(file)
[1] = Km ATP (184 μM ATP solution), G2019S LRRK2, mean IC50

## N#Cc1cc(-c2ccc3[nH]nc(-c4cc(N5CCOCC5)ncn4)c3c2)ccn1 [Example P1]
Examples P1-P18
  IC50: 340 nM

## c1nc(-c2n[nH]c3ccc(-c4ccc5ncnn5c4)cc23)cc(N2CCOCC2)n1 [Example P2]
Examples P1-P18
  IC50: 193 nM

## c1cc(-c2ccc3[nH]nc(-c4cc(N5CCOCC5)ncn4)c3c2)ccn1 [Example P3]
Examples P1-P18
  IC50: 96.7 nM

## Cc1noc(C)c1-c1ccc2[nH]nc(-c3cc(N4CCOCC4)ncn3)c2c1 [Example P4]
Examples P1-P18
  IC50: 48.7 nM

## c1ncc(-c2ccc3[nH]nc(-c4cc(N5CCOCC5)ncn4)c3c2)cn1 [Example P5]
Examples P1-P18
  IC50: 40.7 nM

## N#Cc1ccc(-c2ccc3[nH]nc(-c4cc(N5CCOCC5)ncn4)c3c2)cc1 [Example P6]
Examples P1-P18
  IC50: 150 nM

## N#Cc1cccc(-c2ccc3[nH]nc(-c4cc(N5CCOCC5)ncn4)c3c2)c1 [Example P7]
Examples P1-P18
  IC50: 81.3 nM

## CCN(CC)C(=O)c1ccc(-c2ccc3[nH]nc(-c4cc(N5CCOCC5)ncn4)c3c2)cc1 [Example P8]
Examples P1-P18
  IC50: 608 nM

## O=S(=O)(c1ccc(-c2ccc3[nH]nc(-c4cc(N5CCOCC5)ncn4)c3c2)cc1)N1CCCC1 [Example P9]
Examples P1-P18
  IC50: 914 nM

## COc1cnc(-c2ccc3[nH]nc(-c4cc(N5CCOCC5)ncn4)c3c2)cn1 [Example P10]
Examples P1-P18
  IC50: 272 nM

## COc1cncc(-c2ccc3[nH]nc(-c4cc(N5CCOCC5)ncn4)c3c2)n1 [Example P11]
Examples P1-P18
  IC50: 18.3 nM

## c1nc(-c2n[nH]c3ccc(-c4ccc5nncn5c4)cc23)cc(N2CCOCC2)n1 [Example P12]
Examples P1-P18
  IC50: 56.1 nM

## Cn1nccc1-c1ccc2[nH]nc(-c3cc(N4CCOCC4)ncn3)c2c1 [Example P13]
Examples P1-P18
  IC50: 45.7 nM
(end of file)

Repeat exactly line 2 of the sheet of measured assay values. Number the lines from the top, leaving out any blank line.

## N#Cc1cc(-c2ccc3[nH]nc(-c4cc(N5CCOCC5)ncn4)c3c2)ccn1 [Example P1]